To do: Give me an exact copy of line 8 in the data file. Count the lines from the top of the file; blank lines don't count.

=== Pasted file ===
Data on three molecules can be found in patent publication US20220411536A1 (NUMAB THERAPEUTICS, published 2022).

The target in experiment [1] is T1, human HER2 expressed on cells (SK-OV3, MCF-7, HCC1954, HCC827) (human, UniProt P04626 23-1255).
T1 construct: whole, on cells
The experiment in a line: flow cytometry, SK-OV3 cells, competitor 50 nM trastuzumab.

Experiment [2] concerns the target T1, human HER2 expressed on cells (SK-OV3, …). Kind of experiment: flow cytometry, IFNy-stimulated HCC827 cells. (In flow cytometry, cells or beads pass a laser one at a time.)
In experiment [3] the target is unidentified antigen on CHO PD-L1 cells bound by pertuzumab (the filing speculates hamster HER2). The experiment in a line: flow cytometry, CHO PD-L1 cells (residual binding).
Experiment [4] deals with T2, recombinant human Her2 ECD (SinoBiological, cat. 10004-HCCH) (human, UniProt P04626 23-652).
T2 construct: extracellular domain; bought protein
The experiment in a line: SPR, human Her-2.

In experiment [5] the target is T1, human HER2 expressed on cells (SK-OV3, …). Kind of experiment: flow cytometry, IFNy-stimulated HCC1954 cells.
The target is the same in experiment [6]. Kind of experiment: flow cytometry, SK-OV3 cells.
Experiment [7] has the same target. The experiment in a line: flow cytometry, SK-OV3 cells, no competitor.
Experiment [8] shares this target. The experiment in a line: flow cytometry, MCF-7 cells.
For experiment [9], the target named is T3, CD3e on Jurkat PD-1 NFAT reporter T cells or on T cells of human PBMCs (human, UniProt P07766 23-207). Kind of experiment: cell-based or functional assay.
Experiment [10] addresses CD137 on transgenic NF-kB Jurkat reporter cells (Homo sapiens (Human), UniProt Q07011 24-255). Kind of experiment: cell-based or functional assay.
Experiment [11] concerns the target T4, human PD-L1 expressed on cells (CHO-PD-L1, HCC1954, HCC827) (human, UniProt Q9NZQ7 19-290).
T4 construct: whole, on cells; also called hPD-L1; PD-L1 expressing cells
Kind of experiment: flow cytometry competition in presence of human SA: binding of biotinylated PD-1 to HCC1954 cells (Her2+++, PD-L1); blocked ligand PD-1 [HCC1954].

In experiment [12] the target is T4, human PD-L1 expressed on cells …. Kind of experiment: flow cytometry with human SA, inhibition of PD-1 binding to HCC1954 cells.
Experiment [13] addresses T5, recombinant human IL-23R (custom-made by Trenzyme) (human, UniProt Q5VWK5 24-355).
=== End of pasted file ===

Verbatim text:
T2 construct: extracellular domain; bought protein